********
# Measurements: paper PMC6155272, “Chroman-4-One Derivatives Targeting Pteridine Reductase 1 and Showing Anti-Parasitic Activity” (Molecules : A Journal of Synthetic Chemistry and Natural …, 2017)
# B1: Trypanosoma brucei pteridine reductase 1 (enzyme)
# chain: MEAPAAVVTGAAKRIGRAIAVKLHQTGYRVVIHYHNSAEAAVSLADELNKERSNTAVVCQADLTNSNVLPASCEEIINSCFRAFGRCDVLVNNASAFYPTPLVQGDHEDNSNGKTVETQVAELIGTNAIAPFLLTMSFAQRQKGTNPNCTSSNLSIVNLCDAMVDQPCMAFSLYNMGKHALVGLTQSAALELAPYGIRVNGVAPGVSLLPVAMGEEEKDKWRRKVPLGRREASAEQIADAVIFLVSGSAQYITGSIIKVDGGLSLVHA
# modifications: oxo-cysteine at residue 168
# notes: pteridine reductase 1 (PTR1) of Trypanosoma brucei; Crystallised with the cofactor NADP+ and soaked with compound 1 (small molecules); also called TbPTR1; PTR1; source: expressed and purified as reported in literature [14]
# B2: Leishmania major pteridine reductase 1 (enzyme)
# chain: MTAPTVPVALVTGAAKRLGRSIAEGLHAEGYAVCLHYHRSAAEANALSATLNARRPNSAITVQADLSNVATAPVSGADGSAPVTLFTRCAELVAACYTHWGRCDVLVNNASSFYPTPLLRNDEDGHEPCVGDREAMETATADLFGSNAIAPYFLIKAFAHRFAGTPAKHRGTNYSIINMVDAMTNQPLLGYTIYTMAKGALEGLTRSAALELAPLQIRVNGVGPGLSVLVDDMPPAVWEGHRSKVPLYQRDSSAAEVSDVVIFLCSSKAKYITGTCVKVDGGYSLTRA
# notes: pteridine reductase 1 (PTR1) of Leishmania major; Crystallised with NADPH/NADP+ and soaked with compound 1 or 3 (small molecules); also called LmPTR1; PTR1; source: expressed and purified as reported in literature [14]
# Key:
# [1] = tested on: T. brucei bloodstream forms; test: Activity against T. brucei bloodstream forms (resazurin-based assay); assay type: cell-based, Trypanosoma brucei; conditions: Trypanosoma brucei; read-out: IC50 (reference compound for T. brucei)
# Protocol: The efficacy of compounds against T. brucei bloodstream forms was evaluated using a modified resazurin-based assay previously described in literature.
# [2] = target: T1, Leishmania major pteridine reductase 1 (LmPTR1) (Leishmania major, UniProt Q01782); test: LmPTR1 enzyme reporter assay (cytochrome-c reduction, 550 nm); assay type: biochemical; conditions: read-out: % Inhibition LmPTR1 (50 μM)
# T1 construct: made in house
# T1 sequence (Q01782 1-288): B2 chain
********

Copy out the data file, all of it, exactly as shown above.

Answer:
# Measurements: paper PMC6155272, “Chroman-4-One Derivatives Targeting Pteridine Reductase 1 and Showing Anti-Parasitic Activity” (Molecules : A Journal of Synthetic Chemistry and Natural …, 2017)
# B1: Trypanosoma brucei pteridine reductase 1 (enzyme)
# chain: MEAPAAVVTGAAKRIGRAIAVKLHQTGYRVVIHYHNSAEAAVSLADELNKERSNTAVVCQADLTNSNVLPASCEEIINSCFRAFGRCDVLVNNASAFYPTPLVQGDHEDNSNGKTVETQVAELIGTNAIAPFLLTMSFAQRQKGTNPNCTSSNLSIVNLCDAMVDQPCMAFSLYNMGKHALVGLTQSAALELAPYGIRVNGVAPGVSLLPVAMGEEEKDKWRRKVPLGRREASAEQIADAVIFLVSGSAQYITGSIIKVDGGLSLVHA
# modifications: oxo-cysteine at residue 168
# notes: pteridine reductase 1 (PTR1) of Trypanosoma brucei; Crystallised with the cofactor NADP+ and soaked with compound 1 (small molecules); also called TbPTR1; PTR1; source: expressed and purified as reported in literature [14]
# B2: Leishmania major pteridine reductase 1 (enzyme)
# chain: MTAPTVPVALVTGAAKRLGRSIAEGLHAEGYAVCLHYHRSAAEANALSATLNARRPNSAITVQADLSNVATAPVSGADGSAPVTLFTRCAELVAACYTHWGRCDVLVNNASSFYPTPLLRNDEDGHEPCVGDREAMETATADLFGSNAIAPYFLIKAFAHRFAGTPAKHRGTNYSIINMVDAMTNQPLLGYTIYTMAKGALEGLTRSAALELAPLQIRVNGVGPGLSVLVDDMPPAVWEGHRSKVPLYQRDSSAAEVSDVVIFLCSSKAKYITGTCVKVDGGYSLTRA
# notes: pteridine reductase 1 (PTR1) of Leishmania major; Crystallised with NADPH/NADP+ and soaked with compound 1 or 3 (small molecules); also called LmPTR1; PTR1; source: expressed and purified as reported in literature [14]
# Key:
# [1] = tested on: T. brucei bloodstream forms; test: Activity against T. brucei bloodstream forms (resazurin-based assay); assay type: cell-based, Trypanosoma brucei; conditions: Trypanosoma brucei; read-out: IC50 (reference compound for T. brucei)
# Protocol: The efficacy of compounds against T. brucei bloodstream forms was evaluated using a modified resazurin-based assay previously described in literature.
# [2] = target: T1, Leishmania major pteridine reductase 1 (LmPTR1) (Leishmania major, UniProt Q01782); test: LmPTR1 enzyme reporter assay (cytochrome-c reduction, 550 nm); assay type: biochemical; conditions: read-out: % Inhibition LmPTR1 (50 μM)
# T1 construct: made in house
# T1 sequence (Q01782 1-288): B2 chain